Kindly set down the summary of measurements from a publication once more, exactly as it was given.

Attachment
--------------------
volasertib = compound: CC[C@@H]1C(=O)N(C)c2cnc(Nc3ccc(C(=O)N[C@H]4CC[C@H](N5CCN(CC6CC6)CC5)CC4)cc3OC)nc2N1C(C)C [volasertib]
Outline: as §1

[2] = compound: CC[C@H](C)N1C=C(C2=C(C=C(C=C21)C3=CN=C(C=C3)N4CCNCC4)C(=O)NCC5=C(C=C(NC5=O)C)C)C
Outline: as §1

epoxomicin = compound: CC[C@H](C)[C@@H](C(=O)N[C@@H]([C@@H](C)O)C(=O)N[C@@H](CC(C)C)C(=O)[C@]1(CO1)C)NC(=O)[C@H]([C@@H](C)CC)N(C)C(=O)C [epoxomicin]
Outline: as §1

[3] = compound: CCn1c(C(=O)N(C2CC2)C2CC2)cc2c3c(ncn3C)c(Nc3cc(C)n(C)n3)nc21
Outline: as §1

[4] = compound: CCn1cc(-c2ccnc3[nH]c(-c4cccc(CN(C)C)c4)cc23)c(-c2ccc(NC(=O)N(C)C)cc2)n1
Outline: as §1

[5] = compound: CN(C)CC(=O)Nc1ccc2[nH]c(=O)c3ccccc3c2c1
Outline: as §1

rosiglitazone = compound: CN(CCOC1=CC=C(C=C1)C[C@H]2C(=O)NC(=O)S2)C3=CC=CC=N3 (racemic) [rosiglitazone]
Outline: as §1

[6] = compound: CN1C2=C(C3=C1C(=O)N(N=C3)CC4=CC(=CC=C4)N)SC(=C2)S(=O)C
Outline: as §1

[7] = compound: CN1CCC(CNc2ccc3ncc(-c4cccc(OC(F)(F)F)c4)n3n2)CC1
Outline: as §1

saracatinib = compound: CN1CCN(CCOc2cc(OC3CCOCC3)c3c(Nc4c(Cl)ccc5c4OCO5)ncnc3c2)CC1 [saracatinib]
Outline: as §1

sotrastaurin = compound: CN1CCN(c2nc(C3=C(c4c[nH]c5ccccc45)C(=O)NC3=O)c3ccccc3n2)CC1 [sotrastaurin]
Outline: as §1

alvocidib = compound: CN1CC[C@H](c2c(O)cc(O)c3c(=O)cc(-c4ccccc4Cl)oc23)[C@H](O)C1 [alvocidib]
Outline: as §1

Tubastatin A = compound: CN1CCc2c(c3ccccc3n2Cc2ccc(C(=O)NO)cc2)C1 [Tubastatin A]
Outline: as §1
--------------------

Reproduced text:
volasertib = compound: CC[C@@H]1C(=O)N(C)c2cnc(Nc3ccc(C(=O)N[C@H]4CC[C@H](N5CCN(CC6CC6)CC5)CC4)cc3OC)nc2N1C(C)C [volasertib]
Outline: as §1

[2] = compound: CC[C@H](C)N1C=C(C2=C(C=C(C=C21)C3=CN=C(C=C3)N4CCNCC4)C(=O)NCC5=C(C=C(NC5=O)C)C)C
Outline: as §1

epoxomicin = compound: CC[C@H](C)[C@@H](C(=O)N[C@@H]([C@@H](C)O)C(=O)N[C@@H](CC(C)C)C(=O)[C@]1(CO1)C)NC(=O)[C@H]([C@@H](C)CC)N(C)C(=O)C [epoxomicin]
Outline: as §1

[3] = compound: CCn1c(C(=O)N(C2CC2)C2CC2)cc2c3c(ncn3C)c(Nc3cc(C)n(C)n3)nc21
Outline: as §1

[4] = compound: CCn1cc(-c2ccnc3[nH]c(-c4cccc(CN(C)C)c4)cc23)c(-c2ccc(NC(=O)N(C)C)cc2)n1
Outline: as §1

[5] = compound: CN(C)CC(=O)Nc1ccc2[nH]c(=O)c3ccccc3c2c1
Outline: as §1

rosiglitazone = compound: CN(CCOC1=CC=C(C=C1)C[C@H]2C(=O)NC(=O)S2)C3=CC=CC=N3 (racemic) [rosiglitazone]
Outline: as §1

[6] = compound: CN1C2=C(C3=C1C(=O)N(N=C3)CC4=CC(=CC=C4)N)SC(=C2)S(=O)C
Outline: as §1

[7] = compound: CN1CCC(CNc2ccc3ncc(-c4cccc(OC(F)(F)F)c4)n3n2)CC1
Outline: as §1

saracatinib = compound: CN1CCN(CCOc2cc(OC3CCOCC3)c3c(Nc4c(Cl)ccc5c4OCO5)ncnc3c2)CC1 [saracatinib]
Outline: as §1

sotrastaurin = compound: CN1CCN(c2nc(C3=C(c4c[nH]c5ccccc45)C(=O)NC3=O)c3ccccc3n2)CC1 [sotrastaurin]
Outline: as §1

alvocidib = compound: CN1CC[C@H](c2c(O)cc(O)c3c(=O)cc(-c4ccccc4Cl)oc23)[C@H](O)C1 [alvocidib]
Outline: as §1

Tubastatin A = compound: CN1CCc2c(c3ccccc3n2Cc2ccc(C(=O)NO)cc2)C1 [Tubastatin A]
Outline: as §1